I unravel things, focus them, and create positive change.
When I was a kid, I wanted to be a teacher. Ok, I also wanted to be a rock star, but that was a phase, I swear! I’ve always been passionate about people, science, art, and business. In college, photography was the penultimate combination of art and science…and running a photography business settled the craving for autonomy and learning about people.
But after 10 years, something was missing. I’d interview couples about their wedding plans, but I wasn’t in a role to ask them deeper questions about who they are and what they wanted in life or why they made different decisions. I started to feel that making pretty pictures wasn’t important enough.
In 2007 I went back to school and took every psychology and physical science class I could get my hands on. My business stayed strong on current clients and referrals. I felt so fortunate to have the luxury to do this! I was searching for the combination of challenging work and a higher purpose than basic profit. I wanted to do research!
But, in academia, there are sides. You must choose between the physical and the social sciences. I hated that. To me, they inform each other just like qualitative and quantitative research. I finally found an organization that did interdisciplinary science with the goal of improving weather communication (warnings and education) in order to save lives. It was perfect and I dove in deep!
My Master’s thesis was an evaluation of the TsunamiReady program. TsunamiReady is an educational program led by the National Oceanic and Atmospheric Administration (NOAA) that helps local communities prepare and educate residents and visitors about tsunami events.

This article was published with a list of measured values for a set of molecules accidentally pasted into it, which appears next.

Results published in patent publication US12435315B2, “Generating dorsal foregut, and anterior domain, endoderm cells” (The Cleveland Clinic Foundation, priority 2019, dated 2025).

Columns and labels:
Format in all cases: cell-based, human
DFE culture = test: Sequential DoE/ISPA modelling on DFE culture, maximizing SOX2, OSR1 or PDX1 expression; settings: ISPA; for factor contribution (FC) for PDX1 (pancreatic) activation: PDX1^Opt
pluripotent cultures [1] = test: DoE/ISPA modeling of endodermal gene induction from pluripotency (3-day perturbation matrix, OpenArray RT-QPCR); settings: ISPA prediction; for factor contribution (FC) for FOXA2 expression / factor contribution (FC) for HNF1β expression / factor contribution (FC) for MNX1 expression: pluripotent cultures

Much of the communication from cities to residents was through road and traffic signage. I was traveling and giving talks about my research. People wanted me to share my data, my findings, and my stories. I didn’t know it at the time, but my thesis was a UX research project!
Careers in science are difficult. A career in interdisciplinary science is even more difficult! I was fortunate to get the choice between doing a PhD or diving into work. I chose to work for several reasons – my friends with PhDs were struggling, the job was more interdisciplinary than the PhD program, and I like getting my hands dirty. I really wanted to roll up my sleeves and make things happen! And, let’s face it, the immediate reward ($) was better than the high anxiety of semester by semester funding.
My UX life “officially” began at the National Snow and Ice Data Center (NSIDC) at the University of Colorado Boulder. I did all of the usability research for the ACADIS project and for the Arctic Data Explorer (ADE). Later, I also became the Product Owner for the ADE.
No matter how smart you are, physical sciences love their ivory towers. Without the PhD, I felt dismissed no matter how loud I shouted. Armed with knowledge of Big Data, data analysis, data management, UX Research methodologies, and a history in business, I left academia for industry.
UX Research is very much an interdisciplinary science. That means that each member of a team invariably will have different meanings for the same words. Clarity and the willingness to ask are hugely important. When various components are moving in different directions, change is either impossible or chaotic. Positive change requires a concerted, team effort and tons of tenacity. Interdisciplinary science is all about “moving the barge.” I have the ability to be a PITA and still have people like me.
Business is greater than the sum of its parts. And profits are sweeter when they actually help someone. All too often, organizations lose sight of why they exist – to help customers. They lose sight of who the customers are or how those customers change. It’s all too easy for businesses to fall apart or go astray. The way I see it, it is my job to make sure the organization knows exactly who they are serving, how they are helping, and WHY their solution works.